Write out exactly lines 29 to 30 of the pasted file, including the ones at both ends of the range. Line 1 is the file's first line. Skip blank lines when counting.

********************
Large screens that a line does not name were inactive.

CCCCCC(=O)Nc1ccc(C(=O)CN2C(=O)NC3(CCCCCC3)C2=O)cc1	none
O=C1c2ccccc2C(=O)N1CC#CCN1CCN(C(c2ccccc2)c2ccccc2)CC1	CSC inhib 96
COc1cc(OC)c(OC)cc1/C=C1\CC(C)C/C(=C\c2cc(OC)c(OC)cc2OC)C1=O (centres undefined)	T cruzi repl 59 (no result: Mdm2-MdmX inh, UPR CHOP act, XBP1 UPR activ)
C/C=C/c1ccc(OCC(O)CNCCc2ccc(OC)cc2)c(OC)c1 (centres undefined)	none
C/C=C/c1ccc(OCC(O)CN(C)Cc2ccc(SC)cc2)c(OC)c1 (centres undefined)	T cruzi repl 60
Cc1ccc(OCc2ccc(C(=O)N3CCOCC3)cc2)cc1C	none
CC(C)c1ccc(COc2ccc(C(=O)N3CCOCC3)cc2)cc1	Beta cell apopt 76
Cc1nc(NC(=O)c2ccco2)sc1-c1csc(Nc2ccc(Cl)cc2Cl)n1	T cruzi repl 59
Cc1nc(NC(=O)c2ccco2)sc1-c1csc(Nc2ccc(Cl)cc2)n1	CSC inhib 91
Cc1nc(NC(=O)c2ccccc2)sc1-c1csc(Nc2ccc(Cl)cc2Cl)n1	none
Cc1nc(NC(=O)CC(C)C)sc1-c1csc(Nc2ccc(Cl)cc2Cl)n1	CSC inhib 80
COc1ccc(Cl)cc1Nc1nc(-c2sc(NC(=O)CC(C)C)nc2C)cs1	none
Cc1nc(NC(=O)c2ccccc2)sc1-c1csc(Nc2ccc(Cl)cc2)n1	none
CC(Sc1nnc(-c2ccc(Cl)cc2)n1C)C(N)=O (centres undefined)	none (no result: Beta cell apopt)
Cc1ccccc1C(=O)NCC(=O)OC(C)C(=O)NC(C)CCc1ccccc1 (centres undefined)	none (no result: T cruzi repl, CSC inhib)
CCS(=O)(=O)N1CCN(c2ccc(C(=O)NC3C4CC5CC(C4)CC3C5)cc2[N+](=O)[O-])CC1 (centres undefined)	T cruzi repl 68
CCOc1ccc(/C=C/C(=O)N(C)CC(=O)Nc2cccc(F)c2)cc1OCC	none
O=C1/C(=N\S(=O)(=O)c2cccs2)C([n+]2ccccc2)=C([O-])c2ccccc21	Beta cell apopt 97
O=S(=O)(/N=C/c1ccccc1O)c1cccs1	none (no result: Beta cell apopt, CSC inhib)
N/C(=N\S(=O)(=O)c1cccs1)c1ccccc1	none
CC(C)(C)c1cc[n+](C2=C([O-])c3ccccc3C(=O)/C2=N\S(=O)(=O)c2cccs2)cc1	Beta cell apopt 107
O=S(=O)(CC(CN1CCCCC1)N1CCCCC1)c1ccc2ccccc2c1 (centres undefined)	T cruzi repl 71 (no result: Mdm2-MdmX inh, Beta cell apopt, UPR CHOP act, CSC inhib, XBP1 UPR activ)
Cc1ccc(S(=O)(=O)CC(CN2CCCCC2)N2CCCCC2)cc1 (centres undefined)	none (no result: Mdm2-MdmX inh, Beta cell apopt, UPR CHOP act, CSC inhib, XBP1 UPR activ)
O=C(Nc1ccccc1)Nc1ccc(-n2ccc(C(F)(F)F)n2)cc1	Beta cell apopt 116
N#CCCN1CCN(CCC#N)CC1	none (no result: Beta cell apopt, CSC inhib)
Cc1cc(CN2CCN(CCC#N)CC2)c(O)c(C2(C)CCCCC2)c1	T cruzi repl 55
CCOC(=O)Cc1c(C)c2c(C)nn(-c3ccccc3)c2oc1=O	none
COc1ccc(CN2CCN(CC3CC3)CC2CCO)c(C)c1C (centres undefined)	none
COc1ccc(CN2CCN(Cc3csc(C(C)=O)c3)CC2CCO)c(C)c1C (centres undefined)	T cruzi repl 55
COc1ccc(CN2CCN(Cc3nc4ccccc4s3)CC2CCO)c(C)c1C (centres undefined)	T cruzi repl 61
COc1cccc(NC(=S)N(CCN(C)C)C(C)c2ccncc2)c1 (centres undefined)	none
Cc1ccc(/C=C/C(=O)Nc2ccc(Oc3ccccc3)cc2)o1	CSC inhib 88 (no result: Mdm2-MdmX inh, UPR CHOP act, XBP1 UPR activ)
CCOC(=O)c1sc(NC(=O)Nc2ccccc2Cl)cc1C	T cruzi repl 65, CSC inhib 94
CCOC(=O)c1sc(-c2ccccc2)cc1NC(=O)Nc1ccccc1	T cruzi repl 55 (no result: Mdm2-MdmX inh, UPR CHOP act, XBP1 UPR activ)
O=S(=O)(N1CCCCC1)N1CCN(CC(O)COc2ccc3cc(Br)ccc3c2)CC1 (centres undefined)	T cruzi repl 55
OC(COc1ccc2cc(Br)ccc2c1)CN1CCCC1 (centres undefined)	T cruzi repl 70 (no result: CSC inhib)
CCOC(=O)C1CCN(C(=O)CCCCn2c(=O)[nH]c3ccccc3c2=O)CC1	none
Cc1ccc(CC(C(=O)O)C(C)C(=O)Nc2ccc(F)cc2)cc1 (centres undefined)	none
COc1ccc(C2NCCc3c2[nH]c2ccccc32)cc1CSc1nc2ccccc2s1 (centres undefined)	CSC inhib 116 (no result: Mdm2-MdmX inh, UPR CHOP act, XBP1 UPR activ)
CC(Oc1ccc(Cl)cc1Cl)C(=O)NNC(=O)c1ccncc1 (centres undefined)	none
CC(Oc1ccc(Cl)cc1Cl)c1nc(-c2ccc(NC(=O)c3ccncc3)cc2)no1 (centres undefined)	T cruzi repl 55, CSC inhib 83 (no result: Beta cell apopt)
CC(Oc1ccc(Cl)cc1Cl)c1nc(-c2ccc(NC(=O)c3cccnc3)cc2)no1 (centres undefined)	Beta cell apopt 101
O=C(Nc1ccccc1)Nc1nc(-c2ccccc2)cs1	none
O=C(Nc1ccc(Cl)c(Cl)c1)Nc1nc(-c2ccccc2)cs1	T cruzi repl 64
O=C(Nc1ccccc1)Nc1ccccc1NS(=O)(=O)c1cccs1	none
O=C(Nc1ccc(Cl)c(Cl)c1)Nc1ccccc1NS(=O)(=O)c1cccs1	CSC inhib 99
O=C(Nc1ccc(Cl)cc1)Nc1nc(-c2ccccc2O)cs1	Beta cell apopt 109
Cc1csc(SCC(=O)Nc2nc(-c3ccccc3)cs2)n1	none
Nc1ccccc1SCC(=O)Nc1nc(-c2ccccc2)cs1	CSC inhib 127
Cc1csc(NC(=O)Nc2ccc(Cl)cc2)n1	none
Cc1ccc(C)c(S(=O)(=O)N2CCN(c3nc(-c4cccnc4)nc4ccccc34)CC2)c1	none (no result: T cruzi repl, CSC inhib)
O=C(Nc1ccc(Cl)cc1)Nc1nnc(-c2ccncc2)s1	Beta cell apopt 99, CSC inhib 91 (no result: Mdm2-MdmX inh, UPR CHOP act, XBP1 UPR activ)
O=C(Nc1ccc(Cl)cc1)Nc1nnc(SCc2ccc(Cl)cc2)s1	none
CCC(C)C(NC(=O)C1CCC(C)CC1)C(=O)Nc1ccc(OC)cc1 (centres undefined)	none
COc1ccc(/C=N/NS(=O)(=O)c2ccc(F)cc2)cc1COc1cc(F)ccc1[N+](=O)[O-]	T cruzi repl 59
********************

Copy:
COc1ccc(CN2CCN(CC3CC3)CC2CCO)c(C)c1C (centres undefined)	none
COc1ccc(CN2CCN(Cc3csc(C(C)=O)c3)CC2CCO)c(C)c1C (centres undefined)	T cruzi repl 55